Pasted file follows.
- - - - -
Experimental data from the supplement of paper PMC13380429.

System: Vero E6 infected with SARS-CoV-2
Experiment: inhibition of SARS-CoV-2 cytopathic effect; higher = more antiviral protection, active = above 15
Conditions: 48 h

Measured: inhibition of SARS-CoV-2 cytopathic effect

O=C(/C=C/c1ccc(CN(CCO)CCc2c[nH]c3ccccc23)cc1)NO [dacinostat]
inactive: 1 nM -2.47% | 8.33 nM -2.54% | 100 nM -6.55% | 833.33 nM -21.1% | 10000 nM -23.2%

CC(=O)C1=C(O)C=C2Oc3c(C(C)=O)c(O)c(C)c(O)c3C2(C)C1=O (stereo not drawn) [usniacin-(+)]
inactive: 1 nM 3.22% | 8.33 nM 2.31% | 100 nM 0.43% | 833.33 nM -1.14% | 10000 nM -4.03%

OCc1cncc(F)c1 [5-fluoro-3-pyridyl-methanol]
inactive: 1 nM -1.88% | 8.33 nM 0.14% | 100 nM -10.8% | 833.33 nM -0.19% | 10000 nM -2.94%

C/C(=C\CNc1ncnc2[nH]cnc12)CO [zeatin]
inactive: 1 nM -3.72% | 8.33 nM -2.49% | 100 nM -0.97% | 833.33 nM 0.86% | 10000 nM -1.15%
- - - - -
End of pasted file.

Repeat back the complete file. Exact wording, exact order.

Experimental data from the supplement of paper PMC13380429.

System: Vero E6 infected with SARS-CoV-2
Experiment: inhibition of SARS-CoV-2 cytopathic effect; higher = more antiviral protection, active = above 15
Conditions: 48 h

Measured: inhibition of SARS-CoV-2 cytopathic effect

O=C(/C=C/c1ccc(CN(CCO)CCc2c[nH]c3ccccc23)cc1)NO [dacinostat]
inactive: 1 nM -2.47% | 8.33 nM -2.54% | 100 nM -6.55% | 833.33 nM -21.1% | 10000 nM -23.2%

CC(=O)C1=C(O)C=C2Oc3c(C(C)=O)c(O)c(C)c(O)c3C2(C)C1=O (stereo not drawn) [usniacin-(+)]
inactive: 1 nM 3.22% | 8.33 nM 2.31% | 100 nM 0.43% | 833.33 nM -1.14% | 10000 nM -4.03%

OCc1cncc(F)c1 [5-fluoro-3-pyridyl-methanol]
inactive: 1 nM -1.88% | 8.33 nM 0.14% | 100 nM -10.8% | 833.33 nM -0.19% | 10000 nM -2.94%

C/C(=C\CNc1ncnc2[nH]cnc12)CO [zeatin]
inactive: 1 nM -3.72% | 8.33 nM -2.49% | 100 nM -0.97% | 833.33 nM 0.86% | 10000 nM -1.15%